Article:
Black 47’s Larry Kirwan witnessed much of the birth of Rock n Roll and modern day music in Ireland. The band retired last November, after 25 years together, but his memories are strong and brought alive in the retelling. He shares shocking, unknown, funny and poignant memories in his new book, The History of Irish Music, which I was delighted to write an endorsement for. The review is on Page 10, but get the book for its history, its humor and the very first-hand retelling of history, as it happened.

Did you know 100 years ago, Lincoln’s Funeral came through Cleveland? Did you know the Irish immigrant story of John Carroll? Did you know the Tuatha de Dannan, or about the North King Street Massacre? Roses speak, and the mighty Aiden Cronin, Irish Consulate General in Chicago, comes to Cleveland for a last goodbye as he moves on to his next post. … these stories and much more are inside.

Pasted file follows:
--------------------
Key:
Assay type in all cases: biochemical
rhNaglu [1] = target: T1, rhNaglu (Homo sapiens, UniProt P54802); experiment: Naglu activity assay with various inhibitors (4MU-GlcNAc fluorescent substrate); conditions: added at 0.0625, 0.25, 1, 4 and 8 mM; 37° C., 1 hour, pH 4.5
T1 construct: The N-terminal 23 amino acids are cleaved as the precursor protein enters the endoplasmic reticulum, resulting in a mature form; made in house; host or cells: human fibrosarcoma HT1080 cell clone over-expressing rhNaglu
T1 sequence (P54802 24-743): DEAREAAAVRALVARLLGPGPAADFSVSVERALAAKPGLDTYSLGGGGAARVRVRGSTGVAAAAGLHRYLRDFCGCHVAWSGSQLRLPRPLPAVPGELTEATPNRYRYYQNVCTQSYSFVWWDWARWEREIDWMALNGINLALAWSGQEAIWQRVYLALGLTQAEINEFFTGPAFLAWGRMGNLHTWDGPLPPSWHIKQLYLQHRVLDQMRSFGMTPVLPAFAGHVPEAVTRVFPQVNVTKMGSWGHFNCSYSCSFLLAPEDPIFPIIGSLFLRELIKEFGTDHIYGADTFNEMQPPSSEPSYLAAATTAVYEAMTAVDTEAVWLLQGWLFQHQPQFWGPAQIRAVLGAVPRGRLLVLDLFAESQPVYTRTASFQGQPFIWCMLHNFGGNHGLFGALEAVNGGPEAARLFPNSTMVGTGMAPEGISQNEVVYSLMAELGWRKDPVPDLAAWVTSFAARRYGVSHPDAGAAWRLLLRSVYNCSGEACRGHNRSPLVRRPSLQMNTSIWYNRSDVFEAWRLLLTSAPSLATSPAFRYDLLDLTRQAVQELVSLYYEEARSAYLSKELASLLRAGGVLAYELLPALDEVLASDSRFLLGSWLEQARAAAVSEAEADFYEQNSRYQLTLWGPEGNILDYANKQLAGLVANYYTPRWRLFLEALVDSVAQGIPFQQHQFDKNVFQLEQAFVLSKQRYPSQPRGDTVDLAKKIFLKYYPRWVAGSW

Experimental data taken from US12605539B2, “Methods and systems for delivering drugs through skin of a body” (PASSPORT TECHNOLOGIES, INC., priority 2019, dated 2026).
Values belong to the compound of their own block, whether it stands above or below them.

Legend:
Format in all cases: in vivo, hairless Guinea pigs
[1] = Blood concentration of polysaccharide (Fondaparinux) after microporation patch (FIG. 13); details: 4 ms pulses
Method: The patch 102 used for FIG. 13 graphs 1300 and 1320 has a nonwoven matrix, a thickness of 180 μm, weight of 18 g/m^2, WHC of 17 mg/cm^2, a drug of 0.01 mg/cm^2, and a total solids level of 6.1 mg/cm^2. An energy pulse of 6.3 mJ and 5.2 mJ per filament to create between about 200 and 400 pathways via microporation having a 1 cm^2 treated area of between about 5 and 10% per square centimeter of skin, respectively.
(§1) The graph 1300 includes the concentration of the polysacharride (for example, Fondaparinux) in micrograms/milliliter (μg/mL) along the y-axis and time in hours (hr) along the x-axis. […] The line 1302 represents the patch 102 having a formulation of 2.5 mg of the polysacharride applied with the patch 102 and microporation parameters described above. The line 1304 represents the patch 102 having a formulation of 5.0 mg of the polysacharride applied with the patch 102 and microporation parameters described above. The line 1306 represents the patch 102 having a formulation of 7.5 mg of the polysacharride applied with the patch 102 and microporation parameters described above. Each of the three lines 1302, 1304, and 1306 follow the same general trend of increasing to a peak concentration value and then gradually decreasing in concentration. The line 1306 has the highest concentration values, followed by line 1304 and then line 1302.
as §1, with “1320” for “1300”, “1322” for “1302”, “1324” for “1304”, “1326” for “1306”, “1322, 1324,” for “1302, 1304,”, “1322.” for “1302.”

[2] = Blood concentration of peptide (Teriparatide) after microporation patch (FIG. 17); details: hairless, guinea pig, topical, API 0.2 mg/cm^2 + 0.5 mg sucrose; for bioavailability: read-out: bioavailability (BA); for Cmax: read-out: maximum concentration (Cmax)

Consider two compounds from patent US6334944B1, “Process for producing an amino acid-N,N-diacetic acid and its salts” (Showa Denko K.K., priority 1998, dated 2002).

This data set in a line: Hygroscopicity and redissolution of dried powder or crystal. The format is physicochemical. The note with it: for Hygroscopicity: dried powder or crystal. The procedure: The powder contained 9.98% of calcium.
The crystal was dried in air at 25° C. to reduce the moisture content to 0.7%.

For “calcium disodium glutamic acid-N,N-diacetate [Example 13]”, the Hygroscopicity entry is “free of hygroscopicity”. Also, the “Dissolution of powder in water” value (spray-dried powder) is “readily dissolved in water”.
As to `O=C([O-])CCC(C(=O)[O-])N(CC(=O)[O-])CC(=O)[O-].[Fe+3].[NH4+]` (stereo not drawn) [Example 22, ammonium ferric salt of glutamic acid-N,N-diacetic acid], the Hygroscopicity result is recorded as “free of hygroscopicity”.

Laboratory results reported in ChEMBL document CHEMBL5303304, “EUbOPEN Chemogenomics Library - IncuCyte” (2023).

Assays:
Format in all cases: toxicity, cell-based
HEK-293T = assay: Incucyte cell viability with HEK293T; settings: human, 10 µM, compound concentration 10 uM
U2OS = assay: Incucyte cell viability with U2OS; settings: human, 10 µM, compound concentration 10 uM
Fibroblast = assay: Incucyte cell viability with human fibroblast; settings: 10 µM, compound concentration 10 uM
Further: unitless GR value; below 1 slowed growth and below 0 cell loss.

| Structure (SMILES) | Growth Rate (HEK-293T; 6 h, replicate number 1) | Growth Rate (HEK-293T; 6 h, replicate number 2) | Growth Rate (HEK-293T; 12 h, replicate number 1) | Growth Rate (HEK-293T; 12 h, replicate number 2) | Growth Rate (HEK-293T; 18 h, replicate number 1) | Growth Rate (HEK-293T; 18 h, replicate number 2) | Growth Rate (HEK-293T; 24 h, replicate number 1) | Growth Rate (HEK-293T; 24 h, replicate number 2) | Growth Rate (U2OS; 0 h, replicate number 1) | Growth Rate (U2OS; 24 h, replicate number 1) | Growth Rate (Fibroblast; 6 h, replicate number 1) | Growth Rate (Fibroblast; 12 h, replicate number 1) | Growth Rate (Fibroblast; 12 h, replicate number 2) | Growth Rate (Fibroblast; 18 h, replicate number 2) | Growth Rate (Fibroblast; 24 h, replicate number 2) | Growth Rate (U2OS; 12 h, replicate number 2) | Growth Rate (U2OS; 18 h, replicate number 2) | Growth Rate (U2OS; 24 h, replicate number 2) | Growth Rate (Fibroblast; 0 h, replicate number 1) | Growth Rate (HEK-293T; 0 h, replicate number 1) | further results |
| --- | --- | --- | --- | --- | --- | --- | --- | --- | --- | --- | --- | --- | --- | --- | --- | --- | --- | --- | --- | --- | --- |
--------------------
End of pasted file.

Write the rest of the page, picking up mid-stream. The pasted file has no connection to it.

We’d like to welcome our newest columnist, David McDonnell, Our Sports Man on the Irish Street, writing to us each month from Tipperary, Ireland, on soccer, rugby, Irish Gaelic sports, boxing and the NFL from an Irish perspective.

There is far more to do than we could do, in this issue. I’m going to try anyway. Hope to see you out & about. A s always, please stop by and say hello. We love putting faces to our readers, commentators and sources of inspiration.

Slán,
John